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Friday, 6 March 2015

‘Dying for Christmas’ by Tammy Cohen



Published by Black Swan,
20 November 2014.
ISBN: 978-1-784-16017-3 (PB)

Remember those warnings your mother used to issue about not getting into cars with strange men?  Even if he’s drop dead gorgeous, with charm like George Clooney on his best day, and it’s ‘only for one drink’. And especially not if it’s Christmas Eve. Dying for Christmas is about what happens if you ignore her.

Tammy Cohen’s fragile protagonist Jessica Gold makes exactly that mistake – and spends most of the book regretting it and paying the price. It’s not until her ordeal comes to an end and the book isn’t much more than half over that you realize that there’s a lot more going on than meets the eye...

If I say any more I risk going into major spoiler mode, so that’s all you’re getting about the plot. Instead let me tell you about the characters and setting; both are plenty well done enough to make the book worth reading.

Jessica herself is the kind of young woman who has never been encouraged to value herself. Her brothers bully her, her parents practically ignore her, and she lives with Travis, who has turned ordinary into an art form. Jessica has a job in television which could be interesting, but in fact isn’t much more stimulating than doing the filing. All of which goes some way to explaining how she gets herself into such a tight spot; in her situation, anyone could be forgiven for going in search of a bit of excitement.

And then there’s Kim, the detective who heads up the search for Jessica when her family finally admit she’s missing. Kim is arguably the only sympathetic character in the book, but even she has her unenviable side. She is ambitious for promotion; her husband thinks she should put her job on hold and focus on family life. The job wins out, but by default, when he leaves with the kids, and she spends the rest of the book almost pulled in half as the mystery surrounding Jessica’s ordeal unfolds in the midst of her personal crisis.

And we mustn’t forget Dominic, the drop-dead gorgeous abductor with psychopathic tendencies.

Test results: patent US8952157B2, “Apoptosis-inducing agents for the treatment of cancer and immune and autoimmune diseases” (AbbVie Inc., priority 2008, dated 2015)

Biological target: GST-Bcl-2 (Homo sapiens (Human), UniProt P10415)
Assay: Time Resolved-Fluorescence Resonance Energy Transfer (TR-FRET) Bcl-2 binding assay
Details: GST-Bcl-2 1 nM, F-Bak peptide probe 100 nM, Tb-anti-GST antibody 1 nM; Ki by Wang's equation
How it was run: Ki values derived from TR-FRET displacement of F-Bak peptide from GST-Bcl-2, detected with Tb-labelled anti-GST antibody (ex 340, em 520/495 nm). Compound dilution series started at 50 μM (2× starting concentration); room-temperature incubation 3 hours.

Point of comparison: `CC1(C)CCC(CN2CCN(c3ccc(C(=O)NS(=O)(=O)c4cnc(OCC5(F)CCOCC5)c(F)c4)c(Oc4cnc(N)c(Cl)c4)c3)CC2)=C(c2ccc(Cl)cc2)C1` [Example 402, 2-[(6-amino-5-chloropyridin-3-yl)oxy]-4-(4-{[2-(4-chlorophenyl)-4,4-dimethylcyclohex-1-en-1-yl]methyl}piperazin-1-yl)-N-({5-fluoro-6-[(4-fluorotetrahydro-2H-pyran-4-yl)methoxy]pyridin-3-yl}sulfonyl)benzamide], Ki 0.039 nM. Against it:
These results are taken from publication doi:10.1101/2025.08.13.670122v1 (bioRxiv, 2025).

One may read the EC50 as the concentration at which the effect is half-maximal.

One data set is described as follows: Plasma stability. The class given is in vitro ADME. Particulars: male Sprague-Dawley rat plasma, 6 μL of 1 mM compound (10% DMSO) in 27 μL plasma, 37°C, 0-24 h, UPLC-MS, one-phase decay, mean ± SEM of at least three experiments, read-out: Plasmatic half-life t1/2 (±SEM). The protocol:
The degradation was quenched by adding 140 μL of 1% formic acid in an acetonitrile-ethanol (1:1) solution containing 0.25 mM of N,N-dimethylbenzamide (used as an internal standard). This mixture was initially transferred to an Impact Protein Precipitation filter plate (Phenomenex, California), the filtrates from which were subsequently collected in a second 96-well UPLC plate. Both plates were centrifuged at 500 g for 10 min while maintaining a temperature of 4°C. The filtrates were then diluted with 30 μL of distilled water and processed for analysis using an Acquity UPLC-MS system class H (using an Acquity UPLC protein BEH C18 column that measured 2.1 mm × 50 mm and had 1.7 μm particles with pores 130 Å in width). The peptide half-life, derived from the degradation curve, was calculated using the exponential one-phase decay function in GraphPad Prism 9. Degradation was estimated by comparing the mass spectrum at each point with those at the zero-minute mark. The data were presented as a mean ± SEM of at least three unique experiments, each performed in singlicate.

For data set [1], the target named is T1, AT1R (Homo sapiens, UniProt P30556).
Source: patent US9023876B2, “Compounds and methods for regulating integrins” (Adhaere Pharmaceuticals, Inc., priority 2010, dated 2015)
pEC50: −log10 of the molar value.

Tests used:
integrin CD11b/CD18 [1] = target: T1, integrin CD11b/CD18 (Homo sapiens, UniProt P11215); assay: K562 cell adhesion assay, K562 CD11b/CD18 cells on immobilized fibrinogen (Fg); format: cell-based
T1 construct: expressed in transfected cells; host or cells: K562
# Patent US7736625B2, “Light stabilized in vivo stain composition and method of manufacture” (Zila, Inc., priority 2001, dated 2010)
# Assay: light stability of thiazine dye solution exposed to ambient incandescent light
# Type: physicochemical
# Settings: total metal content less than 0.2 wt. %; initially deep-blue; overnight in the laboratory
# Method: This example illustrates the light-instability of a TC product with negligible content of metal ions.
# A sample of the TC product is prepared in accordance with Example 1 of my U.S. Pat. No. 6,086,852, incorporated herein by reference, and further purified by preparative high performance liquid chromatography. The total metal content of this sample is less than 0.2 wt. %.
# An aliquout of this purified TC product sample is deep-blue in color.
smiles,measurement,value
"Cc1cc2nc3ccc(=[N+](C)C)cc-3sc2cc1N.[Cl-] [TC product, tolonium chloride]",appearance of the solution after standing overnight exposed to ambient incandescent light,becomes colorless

The author interweaves the storylines deftly, against a background of a wintry London. There’s no shortage of emotional variety, with visual, cringe-inducing scenes set in a glamorous warehouse apartment overlooking the Thames; drab scenes set in the Gold family home and Travis and Jessica’s flat; sad scenes set in Kim’s family home and the friend’s flat where she holes up.

Tammy Cohen does it all very well; she’s an experienced, sure-handed writer, and she handles a complex scenario with skill and confidence, unpacking the layers of plot at exactly the right pace to keep the reader engrossed, and saving the best twist till the final chapters.

But after a major bestseller hits the headlines, there’s always an element of bandwagon-jumping as other authors and publishers reach out for their share of the action. I’m not saying which major bestseller because it would be spoiler; but I have to say there’s just a touch of that here.
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Reviewer: Lynne Patrick

Tammy Cohen (who previously wrote under her formal name Tamar Cohen) has written several acclaimed novels about family fall-out:The Mistress's Revenge, The War of the Wives, and Someone Else's Wedding. The Broken was her first pyschological thriller, followed by Dying for Christmas. Her brand new hardback novel, First One Missing is out now.
She lives in North London with her partner and three (nearly) grown children, plus one badly behaved dog.

Chat with her on Twitter @MsTamarCohen
  


Lynne Patrick has been a writer ever since she could pick up a pen, and has enjoyed success with short stories, reviews and feature journalism, but never, alas, with a novel. She crossed to the dark side to become a publisher for a few years, and is proud to have launched several careers which are now burgeoning. She lives on the edge of rural Derbyshire in a house groaning with books, about half of them crime fiction.






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